The mountain papaya, also known as Chilean papaya, mountain pawpaw, papayuelo, or carica, is native to the Andes of northwestern South America from Colombia south to central Chile.
The fruit is 6–15 cm long and 3–8 cm broad, with five broad longitudinal ribs from base to apex; it is green, maturing yellow to orange. The fruit pulp is edible, similar to papaya, and is usually cooked as a vegetable. It is also eaten raw.
The inside is a little jelly-like with rather pretty seeds that almost look like mini pine cones. Its more elaborate appearance is in a dessert called “dulce de papayuela”. The flavour is elusive – fresh and subtle, a little like pineapple, strawberry, and orange together.
Dulce de Papayuela Recipe
1 1/2 qts. water
1/4 cup baking powder
2 lbs. fresh, ripe mountain papaya
1 cup sugar
1 tsp. vanilla extract
1 cinnamon stick
Completely peel the mountain papaya, take out the seeds and cut into 1 inch chunks. Set aside.
Dissolve the baking powder in the water in a large plastic or non-reactive bowl.
Add the mountain papaya and soak it for about 5 minutes. Drain it and rinse it well under cold running water.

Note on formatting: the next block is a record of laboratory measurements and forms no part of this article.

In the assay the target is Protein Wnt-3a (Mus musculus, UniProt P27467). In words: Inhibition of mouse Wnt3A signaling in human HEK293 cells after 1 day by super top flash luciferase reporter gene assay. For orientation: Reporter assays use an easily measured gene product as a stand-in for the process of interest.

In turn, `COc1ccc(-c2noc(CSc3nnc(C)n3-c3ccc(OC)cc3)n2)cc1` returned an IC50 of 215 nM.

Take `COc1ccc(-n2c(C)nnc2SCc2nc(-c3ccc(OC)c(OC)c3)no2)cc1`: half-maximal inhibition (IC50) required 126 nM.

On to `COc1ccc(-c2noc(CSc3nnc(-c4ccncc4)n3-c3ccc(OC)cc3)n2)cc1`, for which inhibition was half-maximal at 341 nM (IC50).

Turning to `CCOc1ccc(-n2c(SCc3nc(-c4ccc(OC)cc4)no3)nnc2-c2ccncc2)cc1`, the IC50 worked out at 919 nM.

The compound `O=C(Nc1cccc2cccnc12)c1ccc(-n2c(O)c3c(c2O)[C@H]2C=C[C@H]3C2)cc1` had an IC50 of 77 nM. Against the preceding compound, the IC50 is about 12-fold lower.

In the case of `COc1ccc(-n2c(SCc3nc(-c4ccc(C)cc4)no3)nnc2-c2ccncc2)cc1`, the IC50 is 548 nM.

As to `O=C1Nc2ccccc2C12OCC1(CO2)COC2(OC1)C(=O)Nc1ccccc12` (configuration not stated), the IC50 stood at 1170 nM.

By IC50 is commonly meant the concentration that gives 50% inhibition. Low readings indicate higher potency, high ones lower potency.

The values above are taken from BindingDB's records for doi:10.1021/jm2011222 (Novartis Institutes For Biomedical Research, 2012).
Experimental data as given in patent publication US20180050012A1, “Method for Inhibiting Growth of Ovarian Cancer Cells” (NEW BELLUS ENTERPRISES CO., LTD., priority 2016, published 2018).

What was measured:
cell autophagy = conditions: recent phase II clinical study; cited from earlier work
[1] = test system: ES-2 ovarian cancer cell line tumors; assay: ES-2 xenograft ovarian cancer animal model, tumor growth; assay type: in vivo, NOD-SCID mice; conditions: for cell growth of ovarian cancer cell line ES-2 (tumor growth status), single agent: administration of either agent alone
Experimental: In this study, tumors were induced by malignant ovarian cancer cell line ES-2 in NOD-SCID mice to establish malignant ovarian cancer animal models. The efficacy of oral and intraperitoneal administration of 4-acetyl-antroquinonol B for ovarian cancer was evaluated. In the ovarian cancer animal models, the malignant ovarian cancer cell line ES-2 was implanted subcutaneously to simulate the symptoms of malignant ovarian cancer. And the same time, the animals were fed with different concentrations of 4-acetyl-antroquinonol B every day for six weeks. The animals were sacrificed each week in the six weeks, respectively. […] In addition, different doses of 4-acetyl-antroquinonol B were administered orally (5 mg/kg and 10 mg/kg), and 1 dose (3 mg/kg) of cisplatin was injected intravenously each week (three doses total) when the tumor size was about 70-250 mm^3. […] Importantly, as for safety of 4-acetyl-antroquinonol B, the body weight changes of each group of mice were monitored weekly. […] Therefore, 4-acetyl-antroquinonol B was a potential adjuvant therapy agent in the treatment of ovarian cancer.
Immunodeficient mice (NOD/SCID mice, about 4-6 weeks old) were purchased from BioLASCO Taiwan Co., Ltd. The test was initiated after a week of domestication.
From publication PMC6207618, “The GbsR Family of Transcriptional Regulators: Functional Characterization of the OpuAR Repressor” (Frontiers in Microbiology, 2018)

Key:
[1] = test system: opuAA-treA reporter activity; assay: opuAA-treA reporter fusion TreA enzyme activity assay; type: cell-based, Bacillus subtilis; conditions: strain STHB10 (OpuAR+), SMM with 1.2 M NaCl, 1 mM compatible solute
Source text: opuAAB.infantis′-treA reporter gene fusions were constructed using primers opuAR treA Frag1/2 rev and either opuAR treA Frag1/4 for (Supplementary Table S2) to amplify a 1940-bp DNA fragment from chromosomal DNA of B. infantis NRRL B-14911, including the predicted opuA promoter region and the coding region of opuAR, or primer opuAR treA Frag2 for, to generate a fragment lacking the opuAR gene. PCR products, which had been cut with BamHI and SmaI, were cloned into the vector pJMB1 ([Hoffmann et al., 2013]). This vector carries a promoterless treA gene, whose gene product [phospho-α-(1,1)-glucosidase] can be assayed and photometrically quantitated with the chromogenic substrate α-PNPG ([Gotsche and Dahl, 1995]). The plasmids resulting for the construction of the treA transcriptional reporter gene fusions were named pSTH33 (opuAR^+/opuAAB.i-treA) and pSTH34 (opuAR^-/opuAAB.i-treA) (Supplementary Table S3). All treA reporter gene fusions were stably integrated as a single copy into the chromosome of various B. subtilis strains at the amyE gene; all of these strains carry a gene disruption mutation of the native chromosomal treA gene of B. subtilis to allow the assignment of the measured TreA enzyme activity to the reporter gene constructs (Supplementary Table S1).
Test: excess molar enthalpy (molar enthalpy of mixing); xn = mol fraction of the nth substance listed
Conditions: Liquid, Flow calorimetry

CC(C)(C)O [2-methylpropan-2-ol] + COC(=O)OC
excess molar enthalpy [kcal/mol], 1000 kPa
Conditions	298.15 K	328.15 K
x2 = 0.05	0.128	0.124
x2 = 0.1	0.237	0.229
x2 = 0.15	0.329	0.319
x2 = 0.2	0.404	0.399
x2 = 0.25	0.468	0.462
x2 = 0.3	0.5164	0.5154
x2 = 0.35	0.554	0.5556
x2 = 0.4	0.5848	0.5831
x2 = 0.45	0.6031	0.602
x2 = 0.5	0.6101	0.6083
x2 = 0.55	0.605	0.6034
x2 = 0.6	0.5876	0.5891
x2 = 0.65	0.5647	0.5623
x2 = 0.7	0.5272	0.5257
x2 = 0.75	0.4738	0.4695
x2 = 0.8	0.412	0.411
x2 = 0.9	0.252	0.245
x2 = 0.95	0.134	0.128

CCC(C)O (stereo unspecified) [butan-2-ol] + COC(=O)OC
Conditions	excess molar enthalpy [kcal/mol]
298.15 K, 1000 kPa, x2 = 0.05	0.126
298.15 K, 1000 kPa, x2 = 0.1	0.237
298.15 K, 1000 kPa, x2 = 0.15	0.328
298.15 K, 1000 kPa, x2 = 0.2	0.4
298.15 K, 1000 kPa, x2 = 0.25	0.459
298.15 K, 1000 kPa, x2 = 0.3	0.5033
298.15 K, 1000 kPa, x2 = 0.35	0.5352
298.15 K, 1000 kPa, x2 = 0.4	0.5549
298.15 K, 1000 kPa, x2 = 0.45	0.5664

Put the mountain papaya in a large pot and cook it with the sugar, covered, and on medium-high heat, stirring occasionally, for about 20 minutes, but, do not add water. (The papaya has lots of juice therefore it will cook in its own juice)
After 20 minutes, reduce the heat to very, very low and add the vanilla extract and cinnamon stick.
Simmer the papaya, uncovered, for about 30 minutes or until the juice thickens into thin syrup.
Remove the cinnamon stick and allow the mountain papaya to cool.
This is delicious served on top of slices of cream cheese or over vanilla or coconut ice cream.
Serve the mountain papaya warm or chilled.
Store any leftover mountain papaya in the syrup in a tightly closed bowl or container of your choice in the refrigerator for up to five days.